I write up a lot of guides on Instructables for various solar gadgets. Most of the Solar USB/ iPhone/ Arduino chargers. If anyone is interested in such things I sell them off my website, which I then use to make more projects or fund activities in my science classroom. I have several versions of my kits
available as well as all the parts
to make those kits, and even premade chargers
for those who don't feel the urge to make one on their own.
A basic USB charger that uses rechargeable 2 AA batteries, a DC to DC boosting circuit, and a 4V solar cell. Take the batteries out to charge, or leave it in the sun for a few days. Then charge up your gadget when need be. Works with most USB devices including Apple products (iPods, iPhones, iPads) as well as Arduinos. Fits nicely into an Altoids tin.
More or less the same as the USB charger, but instead of having a generic USB port it has a dedicated iPhone/ iPod/ iPad cable. Which means it only works with Apple stuff. Features 2 rechargeable AA batteries, boosting circuit, Apple Connecting Cable, and 4V solar cell.
While the 4V solar cell in the other kits/ chargers fits nicely inside an Altoids in it is also quite wimpy. I took the basic design of the Solar USB Charger and replaced the 4V solar cell with either a powerful 6V 230mA or a 5.5v 320mA solar cell. In order to make things easier the solar cells plug into a 2.5mm jack on the side of the tin. Meaning you can leave the solar cell at home. The solar cells are also powerful enough to charge up a lot of gadgets directly from the sun if you have good weather. Works with most USB gadgets, Arduinos, and Apple products.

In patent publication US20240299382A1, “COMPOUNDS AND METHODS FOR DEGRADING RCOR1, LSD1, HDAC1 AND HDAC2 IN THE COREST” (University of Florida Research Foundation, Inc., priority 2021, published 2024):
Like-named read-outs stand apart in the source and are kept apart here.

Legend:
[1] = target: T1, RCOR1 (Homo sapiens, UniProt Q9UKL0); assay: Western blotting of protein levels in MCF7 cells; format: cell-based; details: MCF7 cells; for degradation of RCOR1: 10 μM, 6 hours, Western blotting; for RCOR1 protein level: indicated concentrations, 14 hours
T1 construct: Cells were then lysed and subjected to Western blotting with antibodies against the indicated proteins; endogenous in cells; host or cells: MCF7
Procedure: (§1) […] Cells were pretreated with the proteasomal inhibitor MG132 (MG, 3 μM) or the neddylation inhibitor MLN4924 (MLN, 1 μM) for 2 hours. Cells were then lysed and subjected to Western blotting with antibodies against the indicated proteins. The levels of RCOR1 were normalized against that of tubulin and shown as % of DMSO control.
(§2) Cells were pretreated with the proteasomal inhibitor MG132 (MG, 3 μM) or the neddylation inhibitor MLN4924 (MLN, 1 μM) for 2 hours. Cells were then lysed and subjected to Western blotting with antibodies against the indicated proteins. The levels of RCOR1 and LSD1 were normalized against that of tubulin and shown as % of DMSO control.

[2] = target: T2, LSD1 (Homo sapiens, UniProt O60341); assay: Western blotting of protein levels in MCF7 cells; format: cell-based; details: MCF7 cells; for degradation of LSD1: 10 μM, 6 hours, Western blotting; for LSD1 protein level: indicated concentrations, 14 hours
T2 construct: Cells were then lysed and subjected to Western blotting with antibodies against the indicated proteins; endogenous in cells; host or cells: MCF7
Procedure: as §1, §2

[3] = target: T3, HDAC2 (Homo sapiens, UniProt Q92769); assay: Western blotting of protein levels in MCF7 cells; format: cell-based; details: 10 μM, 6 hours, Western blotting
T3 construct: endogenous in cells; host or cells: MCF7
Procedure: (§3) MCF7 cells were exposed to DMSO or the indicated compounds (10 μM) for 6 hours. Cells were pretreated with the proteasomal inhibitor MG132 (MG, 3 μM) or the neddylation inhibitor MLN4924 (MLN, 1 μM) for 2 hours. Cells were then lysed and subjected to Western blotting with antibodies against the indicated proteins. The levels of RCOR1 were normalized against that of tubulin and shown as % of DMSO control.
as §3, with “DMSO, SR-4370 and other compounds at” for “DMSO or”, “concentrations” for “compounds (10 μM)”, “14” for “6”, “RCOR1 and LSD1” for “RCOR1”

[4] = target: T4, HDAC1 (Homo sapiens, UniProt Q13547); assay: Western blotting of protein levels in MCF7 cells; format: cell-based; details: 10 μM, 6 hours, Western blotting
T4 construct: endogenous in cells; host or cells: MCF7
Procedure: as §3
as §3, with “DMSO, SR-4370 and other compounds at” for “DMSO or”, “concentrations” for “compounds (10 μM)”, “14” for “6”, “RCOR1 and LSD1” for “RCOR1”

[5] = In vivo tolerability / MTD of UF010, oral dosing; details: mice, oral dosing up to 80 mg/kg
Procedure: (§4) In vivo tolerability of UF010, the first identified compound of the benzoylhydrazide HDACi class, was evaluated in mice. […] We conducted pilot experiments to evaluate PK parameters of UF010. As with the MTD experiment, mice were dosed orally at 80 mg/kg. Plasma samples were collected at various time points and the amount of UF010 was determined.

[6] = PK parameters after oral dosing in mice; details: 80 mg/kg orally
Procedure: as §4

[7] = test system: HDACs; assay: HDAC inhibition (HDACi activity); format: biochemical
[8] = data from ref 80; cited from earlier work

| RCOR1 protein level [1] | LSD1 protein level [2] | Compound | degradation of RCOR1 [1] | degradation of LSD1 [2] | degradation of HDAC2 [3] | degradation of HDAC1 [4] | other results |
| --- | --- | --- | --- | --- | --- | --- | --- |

Due to the fact that big gadgets (like iPads) have insanely big internal batteries I had to modify my design a bit. The AAs in the other chargers were not powerful enough (unless you used 4 or 6 of them) to reliably charge up bigger items. I modified the design of the Heavy Duty Kit to replace the AAs with a Lithium battery and Charge Controller. With several battery options available, including a massive 6,600mAh one, these chargers have no problem handling the larger power needs. On a recent plane flight a charger with a 2,000mAh Lithium battery charged up my iPhone over 80% (on airplane mode while listening to music). Imagine what a 4400mAh or 6600mAh battery could do. The charger/ kit can fit inside an Altoids in with the smaller batteries. It features a powerful 5.5V 320mA solar cell and a 2.5mm jack and plug system so you can easily remove the panel. A nice addition is the Lithium Charge Controller which has status LEDs showing when the battery is charging and when it's full. It works with most USB gadgets, including Arduinos and Apple gear.
I've used these kits with kids at my middle school, and have sold many kits to summer camps and scout groups. They take between 20 and 45 minutes to make, and only require basic soldering skills to put together. They all fit inside Altoids tin for cuteness factor, but can easily be put into something else. Modifications are endless.
So there you have it. More Altoids solar thingys than you can shake a stick at.